February 01, 2009


Full disclosure before you get too far into this...this is going to be a pretty balls out love-fest for Battlestar Galactica. It's going to get nerdy up in this piece. Be warned.

Drama isn't plot. Drama isn't characters. Drama isn't themes. All of those are important in their own ways, but true drama is moments. It's the moment when your brain *knows* that you're seeing a person faking something but you buy it anyway. It's when you accept artifice as something emotionally true. It's this moment when your personal emotional experience transcends your actual experience that drama really occurs. To put it bluntly, the best, the truest drama is tricking you into feeling things that haven't happened to you.

It's a truly unfortunate fact of our modern society that art has been so soundly categorized. There are people that are deeply affected by opera. There are people that are deeply affected by painting. There are people that are deeply affected by movies. At the bottom, however, all of these people are affected by the same thing: the feeling that something real has been shoved into their perception even though they haven't directly experienced the event which causes the emotion.

All this is to say that drama happens in the reimagining of Battlestar Galatica. This isn't a post for nerds obsessed with the tech in a show about the future. This isn't a post for people that are interested in sexy aliens. This is a post for people that look for shows that get down to something true; something real. It's here if you're looking for it. Like most shows of the highest quality Sci-Fi, the first season is merely a primer for what has turned into one of the most arresting shows on television. I'm two seasons and change in, and I'm hooked. Forget the space battles. Forget the clones and the artificial gravity. This show has made me think and it's made me feel, and that's the absolute best that a fiction can hope for.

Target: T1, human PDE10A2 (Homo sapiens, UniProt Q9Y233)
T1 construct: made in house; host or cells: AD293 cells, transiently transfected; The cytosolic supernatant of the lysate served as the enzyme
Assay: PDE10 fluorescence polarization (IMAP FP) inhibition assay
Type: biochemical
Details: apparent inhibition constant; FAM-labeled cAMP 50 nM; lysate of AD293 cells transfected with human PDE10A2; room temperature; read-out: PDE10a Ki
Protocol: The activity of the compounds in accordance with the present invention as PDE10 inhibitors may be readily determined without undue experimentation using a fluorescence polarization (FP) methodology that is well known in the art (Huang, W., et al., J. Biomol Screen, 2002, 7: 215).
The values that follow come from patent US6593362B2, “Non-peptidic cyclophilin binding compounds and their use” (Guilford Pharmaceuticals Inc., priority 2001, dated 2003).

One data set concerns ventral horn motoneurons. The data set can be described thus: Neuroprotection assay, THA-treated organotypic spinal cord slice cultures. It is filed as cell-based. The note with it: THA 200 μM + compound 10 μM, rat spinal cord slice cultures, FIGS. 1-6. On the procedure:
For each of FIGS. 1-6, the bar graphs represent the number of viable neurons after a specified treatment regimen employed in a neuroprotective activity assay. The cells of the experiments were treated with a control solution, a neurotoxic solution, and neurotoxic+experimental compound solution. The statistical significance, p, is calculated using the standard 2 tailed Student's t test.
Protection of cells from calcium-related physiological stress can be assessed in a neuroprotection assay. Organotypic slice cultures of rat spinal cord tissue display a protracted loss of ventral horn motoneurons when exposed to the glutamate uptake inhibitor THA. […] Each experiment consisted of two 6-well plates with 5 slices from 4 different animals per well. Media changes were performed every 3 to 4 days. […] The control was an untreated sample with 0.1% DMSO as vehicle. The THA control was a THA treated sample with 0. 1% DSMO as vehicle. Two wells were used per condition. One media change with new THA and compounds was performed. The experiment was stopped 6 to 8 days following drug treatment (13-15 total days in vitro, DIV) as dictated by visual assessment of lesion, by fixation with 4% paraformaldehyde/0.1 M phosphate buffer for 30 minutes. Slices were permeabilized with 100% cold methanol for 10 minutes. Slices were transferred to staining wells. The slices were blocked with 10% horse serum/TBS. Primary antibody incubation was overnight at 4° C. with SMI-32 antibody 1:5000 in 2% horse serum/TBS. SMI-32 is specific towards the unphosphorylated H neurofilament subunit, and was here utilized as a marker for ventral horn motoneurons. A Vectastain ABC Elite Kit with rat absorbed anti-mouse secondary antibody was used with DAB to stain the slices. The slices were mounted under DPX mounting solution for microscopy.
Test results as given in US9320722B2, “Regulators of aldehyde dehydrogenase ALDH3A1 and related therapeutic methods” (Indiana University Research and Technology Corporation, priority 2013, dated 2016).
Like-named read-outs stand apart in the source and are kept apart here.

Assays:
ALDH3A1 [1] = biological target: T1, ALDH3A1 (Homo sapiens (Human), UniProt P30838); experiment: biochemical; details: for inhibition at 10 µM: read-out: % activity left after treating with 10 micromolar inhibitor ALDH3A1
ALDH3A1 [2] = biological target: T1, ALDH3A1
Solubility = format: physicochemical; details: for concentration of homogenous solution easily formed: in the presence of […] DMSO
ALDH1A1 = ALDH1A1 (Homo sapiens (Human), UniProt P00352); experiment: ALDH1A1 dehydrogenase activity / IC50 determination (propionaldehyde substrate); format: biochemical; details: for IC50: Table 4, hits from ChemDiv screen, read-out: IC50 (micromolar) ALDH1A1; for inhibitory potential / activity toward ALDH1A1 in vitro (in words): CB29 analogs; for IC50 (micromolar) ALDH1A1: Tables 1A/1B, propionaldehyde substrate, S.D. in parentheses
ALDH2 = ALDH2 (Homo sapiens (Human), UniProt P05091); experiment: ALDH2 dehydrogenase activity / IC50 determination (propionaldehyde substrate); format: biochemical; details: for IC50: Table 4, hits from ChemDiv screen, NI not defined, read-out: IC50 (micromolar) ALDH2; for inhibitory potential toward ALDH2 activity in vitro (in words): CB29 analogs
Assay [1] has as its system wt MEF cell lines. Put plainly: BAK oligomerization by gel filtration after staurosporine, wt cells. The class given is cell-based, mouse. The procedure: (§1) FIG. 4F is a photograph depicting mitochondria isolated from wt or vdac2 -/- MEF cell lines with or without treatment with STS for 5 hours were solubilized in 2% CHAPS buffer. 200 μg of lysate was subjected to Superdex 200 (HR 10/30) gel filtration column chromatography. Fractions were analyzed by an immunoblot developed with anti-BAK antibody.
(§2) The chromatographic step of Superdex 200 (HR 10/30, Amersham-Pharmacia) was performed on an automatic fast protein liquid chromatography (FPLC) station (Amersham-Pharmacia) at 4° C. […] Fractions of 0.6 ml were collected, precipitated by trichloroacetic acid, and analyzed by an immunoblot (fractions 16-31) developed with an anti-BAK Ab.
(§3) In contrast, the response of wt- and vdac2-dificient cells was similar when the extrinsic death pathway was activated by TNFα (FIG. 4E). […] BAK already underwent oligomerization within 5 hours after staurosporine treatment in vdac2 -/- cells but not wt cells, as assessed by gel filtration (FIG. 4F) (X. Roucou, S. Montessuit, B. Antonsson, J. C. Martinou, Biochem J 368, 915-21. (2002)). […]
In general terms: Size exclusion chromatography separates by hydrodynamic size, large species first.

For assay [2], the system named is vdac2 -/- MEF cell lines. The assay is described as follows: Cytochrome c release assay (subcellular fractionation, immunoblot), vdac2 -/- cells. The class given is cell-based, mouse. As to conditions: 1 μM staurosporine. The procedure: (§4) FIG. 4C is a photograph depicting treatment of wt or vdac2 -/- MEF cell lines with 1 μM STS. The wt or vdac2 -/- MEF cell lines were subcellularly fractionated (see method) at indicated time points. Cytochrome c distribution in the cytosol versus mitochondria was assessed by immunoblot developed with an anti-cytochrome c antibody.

Space ships are incidental to the emotion that is evoked in this series. It's a pity that some people will never give this show a chance because parts of it require a an environmental suit. There are moments here as emotionally true as any great piece of drama.

Roger Ebert once said that a film is not about it's subject, it's about how it's about it's subject. I wish more people would give this show a chance to see the moments where it shows how it's about.

1 comment:

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